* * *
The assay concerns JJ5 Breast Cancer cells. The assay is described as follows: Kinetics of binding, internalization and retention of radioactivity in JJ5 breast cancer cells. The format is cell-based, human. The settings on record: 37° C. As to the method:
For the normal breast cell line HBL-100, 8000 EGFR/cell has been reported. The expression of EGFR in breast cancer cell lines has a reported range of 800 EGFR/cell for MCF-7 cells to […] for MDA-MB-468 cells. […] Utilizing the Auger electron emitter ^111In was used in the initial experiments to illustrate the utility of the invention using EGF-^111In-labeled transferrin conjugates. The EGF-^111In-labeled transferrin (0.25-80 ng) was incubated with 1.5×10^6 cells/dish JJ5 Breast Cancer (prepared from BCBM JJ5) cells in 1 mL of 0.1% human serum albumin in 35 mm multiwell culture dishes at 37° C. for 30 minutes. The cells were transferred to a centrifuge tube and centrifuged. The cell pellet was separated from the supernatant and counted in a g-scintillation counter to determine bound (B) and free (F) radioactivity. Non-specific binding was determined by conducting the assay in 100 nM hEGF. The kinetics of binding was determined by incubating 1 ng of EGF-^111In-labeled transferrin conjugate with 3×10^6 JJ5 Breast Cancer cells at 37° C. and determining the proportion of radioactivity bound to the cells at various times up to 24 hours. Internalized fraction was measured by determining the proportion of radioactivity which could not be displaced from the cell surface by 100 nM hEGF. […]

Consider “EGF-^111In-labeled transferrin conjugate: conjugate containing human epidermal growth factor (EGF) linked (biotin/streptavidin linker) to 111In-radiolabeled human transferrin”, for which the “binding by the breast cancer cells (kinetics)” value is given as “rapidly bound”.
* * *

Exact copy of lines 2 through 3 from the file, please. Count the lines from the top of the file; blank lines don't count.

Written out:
For the normal breast cell line HBL-100, 8000 EGFR/cell has been reported. The expression of EGFR in breast cancer cell lines has a reported range of 800 EGFR/cell for MCF-7 cells to […] for MDA-MB-468 cells. […] Utilizing the Auger electron emitter ^111In was used in the initial experiments to illustrate the utility of the invention using EGF-^111In-labeled transferrin conjugates. The EGF-^111In-labeled transferrin (0.25-80 ng) was incubated with 1.5×10^6 cells/dish JJ5 Breast Cancer (prepared from BCBM JJ5) cells in 1 mL of 0.1% human serum albumin in 35 mm multiwell culture dishes at 37° C. for 30 minutes. The cells were transferred to a centrifuge tube and centrifuged. The cell pellet was separated from the supernatant and counted in a g-scintillation counter to determine bound (B) and free (F) radioactivity. Non-specific binding was determined by conducting the assay in 100 nM hEGF. The kinetics of binding was determined by incubating 1 ng of EGF-^111In-labeled transferrin conjugate with 3×10^6 JJ5 Breast Cancer cells at 37° C. and determining the proportion of radioactivity bound to the cells at various times up to 24 hours. Internalized fraction was measured by determining the proportion of radioactivity which could not be displaced from the cell surface by 100 nM hEGF. […]

Consider “EGF-^111In-labeled transferrin conjugate: conjugate containing human epidermal growth factor (EGF) linked (biotin/streptavidin linker) to 111In-radiolabeled human transferrin”, for which the “binding by the breast cancer cells (kinetics)” value is given as “rapidly bound”.